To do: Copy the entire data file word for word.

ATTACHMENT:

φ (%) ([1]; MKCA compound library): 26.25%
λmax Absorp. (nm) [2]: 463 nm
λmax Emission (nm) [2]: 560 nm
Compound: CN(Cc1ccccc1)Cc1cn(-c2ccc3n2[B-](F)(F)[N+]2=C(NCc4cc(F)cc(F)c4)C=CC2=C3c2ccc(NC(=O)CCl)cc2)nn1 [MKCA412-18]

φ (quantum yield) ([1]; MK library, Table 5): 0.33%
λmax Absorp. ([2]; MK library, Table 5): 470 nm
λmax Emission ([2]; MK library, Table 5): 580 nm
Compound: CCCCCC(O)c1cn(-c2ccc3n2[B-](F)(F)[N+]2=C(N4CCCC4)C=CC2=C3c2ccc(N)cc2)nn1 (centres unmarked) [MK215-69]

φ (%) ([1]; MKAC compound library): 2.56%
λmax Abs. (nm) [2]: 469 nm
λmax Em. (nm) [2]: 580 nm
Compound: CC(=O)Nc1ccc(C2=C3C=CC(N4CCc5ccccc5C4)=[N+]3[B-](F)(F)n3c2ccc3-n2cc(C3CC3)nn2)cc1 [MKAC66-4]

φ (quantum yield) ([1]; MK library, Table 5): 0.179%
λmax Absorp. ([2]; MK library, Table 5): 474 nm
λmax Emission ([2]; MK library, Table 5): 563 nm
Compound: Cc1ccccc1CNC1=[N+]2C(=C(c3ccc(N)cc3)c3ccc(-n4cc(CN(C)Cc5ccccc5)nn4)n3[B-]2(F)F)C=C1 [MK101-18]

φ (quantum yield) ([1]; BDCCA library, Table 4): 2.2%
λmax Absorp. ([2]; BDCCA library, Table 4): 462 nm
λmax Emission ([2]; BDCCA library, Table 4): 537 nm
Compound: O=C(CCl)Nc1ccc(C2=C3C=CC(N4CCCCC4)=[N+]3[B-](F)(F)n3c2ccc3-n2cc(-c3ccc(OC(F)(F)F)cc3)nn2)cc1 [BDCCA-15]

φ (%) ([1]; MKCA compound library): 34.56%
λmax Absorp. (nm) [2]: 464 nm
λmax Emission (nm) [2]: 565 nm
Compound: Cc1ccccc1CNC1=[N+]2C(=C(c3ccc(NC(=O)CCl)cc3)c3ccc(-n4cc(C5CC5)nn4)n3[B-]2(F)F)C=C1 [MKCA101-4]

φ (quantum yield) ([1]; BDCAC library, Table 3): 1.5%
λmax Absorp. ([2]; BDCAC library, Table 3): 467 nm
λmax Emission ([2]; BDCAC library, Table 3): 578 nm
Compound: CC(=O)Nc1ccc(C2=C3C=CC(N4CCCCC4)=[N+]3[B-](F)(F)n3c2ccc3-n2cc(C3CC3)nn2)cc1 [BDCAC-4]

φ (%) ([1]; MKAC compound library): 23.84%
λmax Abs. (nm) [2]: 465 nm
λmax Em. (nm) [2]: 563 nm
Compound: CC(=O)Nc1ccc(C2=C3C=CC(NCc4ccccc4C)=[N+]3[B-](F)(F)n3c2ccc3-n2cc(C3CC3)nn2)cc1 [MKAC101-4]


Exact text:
φ (%) ([1]; MKCA compound library): 26.25%
λmax Absorp. (nm) [2]: 463 nm
λmax Emission (nm) [2]: 560 nm
Compound: CN(Cc1ccccc1)Cc1cn(-c2ccc3n2[B-](F)(F)[N+]2=C(NCc4cc(F)cc(F)c4)C=CC2=C3c2ccc(NC(=O)CCl)cc2)nn1 [MKCA412-18]

φ (quantum yield) ([1]; MK library, Table 5): 0.33%
λmax Absorp. ([2]; MK library, Table 5): 470 nm
λmax Emission ([2]; MK library, Table 5): 580 nm
Compound: CCCCCC(O)c1cn(-c2ccc3n2[B-](F)(F)[N+]2=C(N4CCCC4)C=CC2=C3c2ccc(N)cc2)nn1 (centres unmarked) [MK215-69]

φ (%) ([1]; MKAC compound library): 2.56%
λmax Abs. (nm) [2]: 469 nm
λmax Em. (nm) [2]: 580 nm
Compound: CC(=O)Nc1ccc(C2=C3C=CC(N4CCc5ccccc5C4)=[N+]3[B-](F)(F)n3c2ccc3-n2cc(C3CC3)nn2)cc1 [MKAC66-4]

φ (quantum yield) ([1]; MK library, Table 5): 0.179%
λmax Absorp. ([2]; MK library, Table 5): 474 nm
λmax Emission ([2]; MK library, Table 5): 563 nm
Compound: Cc1ccccc1CNC1=[N+]2C(=C(c3ccc(N)cc3)c3ccc(-n4cc(CN(C)Cc5ccccc5)nn4)n3[B-]2(F)F)C=C1 [MK101-18]

φ (quantum yield) ([1]; BDCCA library, Table 4): 2.2%
λmax Absorp. ([2]; BDCCA library, Table 4): 462 nm
λmax Emission ([2]; BDCCA library, Table 4): 537 nm
Compound: O=C(CCl)Nc1ccc(C2=C3C=CC(N4CCCCC4)=[N+]3[B-](F)(F)n3c2ccc3-n2cc(-c3ccc(OC(F)(F)F)cc3)nn2)cc1 [BDCCA-15]

φ (%) ([1]; MKCA compound library): 34.56%
λmax Absorp. (nm) [2]: 464 nm
λmax Emission (nm) [2]: 565 nm
Compound: Cc1ccccc1CNC1=[N+]2C(=C(c3ccc(NC(=O)CCl)cc3)c3ccc(-n4cc(C5CC5)nn4)n3[B-]2(F)F)C=C1 [MKCA101-4]

φ (quantum yield) ([1]; BDCAC library, Table 3): 1.5%
λmax Absorp. ([2]; BDCAC library, Table 3): 467 nm
λmax Emission ([2]; BDCAC library, Table 3): 578 nm
Compound: CC(=O)Nc1ccc(C2=C3C=CC(N4CCCCC4)=[N+]3[B-](F)(F)n3c2ccc3-n2cc(C3CC3)nn2)cc1 [BDCAC-4]

φ (%) ([1]; MKAC compound library): 23.84%
λmax Abs. (nm) [2]: 465 nm
λmax Em. (nm) [2]: 563 nm
Compound: CC(=O)Nc1ccc(C2=C3C=CC(NCc4ccccc4C)=[N+]3[B-](F)(F)n3c2ccc3-n2cc(C3CC3)nn2)cc1 [MKAC101-4]